Visitors come to Abel Tasman National Park year-round for its comfortable climate; striking coastline; and plentiful opportunities to walk, sunbathe, kayak and sail.
Maori inhabited the park area for at least 500 years before Dutch explorer Abel Tasman anchored two ships on the coast in December 1642. After a fight with the locals, Tasman set sail, and European settlers did not arrive until 1855.
Fifteen thousand hectares, about 37,000 acres, were set aside for the park in 1942 on the 300th anniversary of Abel Tasman's visit.
Sandy beaches are abundant, interrupted by mostly granite outcrops, and the inland areas of the park are hilly. Nearby estuaries, wetlands and offshore islands are home to distinctive avian life.
Walking the park---either along the Tasman Coast Track, which extends about 32 miles, or along the hilly Inland Track---offers the best views. Visitors also can explore the bays with sea kayaks and sailboats, or they can relax on the beaches.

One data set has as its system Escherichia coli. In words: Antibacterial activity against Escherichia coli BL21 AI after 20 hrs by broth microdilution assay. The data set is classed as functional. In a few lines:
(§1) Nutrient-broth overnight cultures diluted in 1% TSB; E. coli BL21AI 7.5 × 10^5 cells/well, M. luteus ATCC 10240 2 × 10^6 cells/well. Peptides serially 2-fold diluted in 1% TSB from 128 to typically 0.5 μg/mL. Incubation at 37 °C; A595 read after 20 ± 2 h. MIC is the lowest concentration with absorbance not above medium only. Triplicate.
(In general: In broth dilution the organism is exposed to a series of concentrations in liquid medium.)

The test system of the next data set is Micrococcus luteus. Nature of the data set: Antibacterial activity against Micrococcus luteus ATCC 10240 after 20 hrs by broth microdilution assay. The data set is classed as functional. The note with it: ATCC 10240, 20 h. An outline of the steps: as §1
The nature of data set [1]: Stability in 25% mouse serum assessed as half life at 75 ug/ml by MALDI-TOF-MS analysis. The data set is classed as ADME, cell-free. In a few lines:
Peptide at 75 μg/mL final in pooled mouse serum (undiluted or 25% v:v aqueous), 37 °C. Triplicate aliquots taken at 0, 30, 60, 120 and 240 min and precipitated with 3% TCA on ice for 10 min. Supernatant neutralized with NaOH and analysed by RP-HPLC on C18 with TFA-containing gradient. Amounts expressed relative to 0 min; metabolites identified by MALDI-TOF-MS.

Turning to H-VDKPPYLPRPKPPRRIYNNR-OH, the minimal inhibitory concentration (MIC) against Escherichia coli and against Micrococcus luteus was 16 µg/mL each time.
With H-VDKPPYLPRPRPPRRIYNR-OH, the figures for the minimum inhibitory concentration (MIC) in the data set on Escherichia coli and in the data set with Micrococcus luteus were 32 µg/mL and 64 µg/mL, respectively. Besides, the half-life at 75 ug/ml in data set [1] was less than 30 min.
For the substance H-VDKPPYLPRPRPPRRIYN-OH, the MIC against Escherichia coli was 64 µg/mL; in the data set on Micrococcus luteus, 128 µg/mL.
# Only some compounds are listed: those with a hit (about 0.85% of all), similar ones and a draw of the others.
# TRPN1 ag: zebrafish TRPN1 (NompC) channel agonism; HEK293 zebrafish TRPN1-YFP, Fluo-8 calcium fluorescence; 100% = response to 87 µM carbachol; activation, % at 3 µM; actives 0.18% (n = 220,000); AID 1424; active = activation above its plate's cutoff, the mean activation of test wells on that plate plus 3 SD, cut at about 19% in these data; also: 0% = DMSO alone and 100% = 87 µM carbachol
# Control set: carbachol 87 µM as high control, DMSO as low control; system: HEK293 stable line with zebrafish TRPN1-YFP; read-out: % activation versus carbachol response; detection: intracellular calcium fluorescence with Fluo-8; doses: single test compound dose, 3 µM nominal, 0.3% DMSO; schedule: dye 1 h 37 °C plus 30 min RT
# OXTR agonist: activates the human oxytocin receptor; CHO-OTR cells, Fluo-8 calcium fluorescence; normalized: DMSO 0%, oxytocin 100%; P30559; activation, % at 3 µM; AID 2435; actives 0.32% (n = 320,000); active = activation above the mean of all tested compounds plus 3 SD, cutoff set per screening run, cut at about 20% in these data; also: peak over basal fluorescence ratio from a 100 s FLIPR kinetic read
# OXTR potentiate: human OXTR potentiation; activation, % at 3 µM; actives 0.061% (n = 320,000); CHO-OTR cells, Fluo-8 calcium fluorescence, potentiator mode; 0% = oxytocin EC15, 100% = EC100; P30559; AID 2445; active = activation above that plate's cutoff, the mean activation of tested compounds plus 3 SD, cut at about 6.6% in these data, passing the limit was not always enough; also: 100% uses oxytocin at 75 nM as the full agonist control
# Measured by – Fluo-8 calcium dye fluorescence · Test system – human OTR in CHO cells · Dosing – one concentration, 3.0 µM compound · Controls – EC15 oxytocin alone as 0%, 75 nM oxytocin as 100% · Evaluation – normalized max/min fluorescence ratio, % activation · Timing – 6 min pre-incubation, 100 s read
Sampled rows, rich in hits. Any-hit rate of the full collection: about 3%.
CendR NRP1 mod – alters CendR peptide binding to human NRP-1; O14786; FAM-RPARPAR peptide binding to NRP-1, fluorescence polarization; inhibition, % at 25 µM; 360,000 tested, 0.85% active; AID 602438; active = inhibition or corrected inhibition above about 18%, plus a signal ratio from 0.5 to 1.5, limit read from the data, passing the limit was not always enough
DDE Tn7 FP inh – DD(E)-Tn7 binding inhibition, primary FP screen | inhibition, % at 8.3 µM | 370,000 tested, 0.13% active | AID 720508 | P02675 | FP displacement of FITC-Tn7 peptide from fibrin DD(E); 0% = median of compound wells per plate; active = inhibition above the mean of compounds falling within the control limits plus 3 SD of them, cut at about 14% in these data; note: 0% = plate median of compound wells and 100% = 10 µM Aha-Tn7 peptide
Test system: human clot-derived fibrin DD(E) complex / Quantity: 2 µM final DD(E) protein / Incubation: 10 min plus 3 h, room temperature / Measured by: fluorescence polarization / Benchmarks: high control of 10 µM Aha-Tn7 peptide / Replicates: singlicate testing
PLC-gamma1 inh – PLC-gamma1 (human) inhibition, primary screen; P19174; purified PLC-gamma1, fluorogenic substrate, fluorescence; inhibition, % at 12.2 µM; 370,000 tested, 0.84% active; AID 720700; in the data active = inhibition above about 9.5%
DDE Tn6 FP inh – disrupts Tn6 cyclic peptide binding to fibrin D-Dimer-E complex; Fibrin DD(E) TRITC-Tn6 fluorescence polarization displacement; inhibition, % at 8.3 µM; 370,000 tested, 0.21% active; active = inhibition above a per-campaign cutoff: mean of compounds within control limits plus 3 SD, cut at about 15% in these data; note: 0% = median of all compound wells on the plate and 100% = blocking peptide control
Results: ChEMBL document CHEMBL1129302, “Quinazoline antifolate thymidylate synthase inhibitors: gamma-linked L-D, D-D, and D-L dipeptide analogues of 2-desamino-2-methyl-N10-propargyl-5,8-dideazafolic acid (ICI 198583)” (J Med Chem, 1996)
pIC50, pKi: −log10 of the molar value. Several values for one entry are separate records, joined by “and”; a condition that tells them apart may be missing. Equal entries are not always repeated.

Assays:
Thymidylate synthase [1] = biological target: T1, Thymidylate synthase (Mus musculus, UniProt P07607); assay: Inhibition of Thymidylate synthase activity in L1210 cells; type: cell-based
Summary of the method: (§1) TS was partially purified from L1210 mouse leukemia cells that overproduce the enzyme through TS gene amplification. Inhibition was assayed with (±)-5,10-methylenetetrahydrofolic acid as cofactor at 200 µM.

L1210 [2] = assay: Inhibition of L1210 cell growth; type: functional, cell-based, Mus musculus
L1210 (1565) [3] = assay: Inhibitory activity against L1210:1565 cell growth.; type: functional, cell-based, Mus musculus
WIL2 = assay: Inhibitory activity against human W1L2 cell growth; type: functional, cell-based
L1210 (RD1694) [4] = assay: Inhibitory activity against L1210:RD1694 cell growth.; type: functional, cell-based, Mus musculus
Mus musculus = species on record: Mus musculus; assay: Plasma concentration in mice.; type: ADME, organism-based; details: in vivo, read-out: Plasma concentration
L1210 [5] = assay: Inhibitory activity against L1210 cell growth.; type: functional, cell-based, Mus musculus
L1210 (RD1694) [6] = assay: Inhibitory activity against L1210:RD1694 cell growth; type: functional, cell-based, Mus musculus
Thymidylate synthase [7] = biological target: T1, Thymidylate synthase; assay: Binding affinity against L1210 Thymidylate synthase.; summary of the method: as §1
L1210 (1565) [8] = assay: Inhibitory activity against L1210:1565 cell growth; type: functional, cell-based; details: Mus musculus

When walking the Coast Track, hikers usually stay in one of 18 campsites or four communal huts with bunk beds. Visitors also can stay in hotels and bed and breakfasts in nearby towns, including Takaka, Motueka and Kaiteriter.
Whiskered fur seals, native to New Zealand and Australia, live inside the park on the coast and offshore islands.
Michele Alperin is a freelance writer with more than 10 years' experience. She specializes in business, arts and Judaism, and her work has appeared in a variety of print and online publications, including MyJewishLearning.com, "U.S.1," "Princeton Packet," "Jewish State" and "Jewish Journal of Greater Los Angeles." She has master's degrees in business and Jewish education.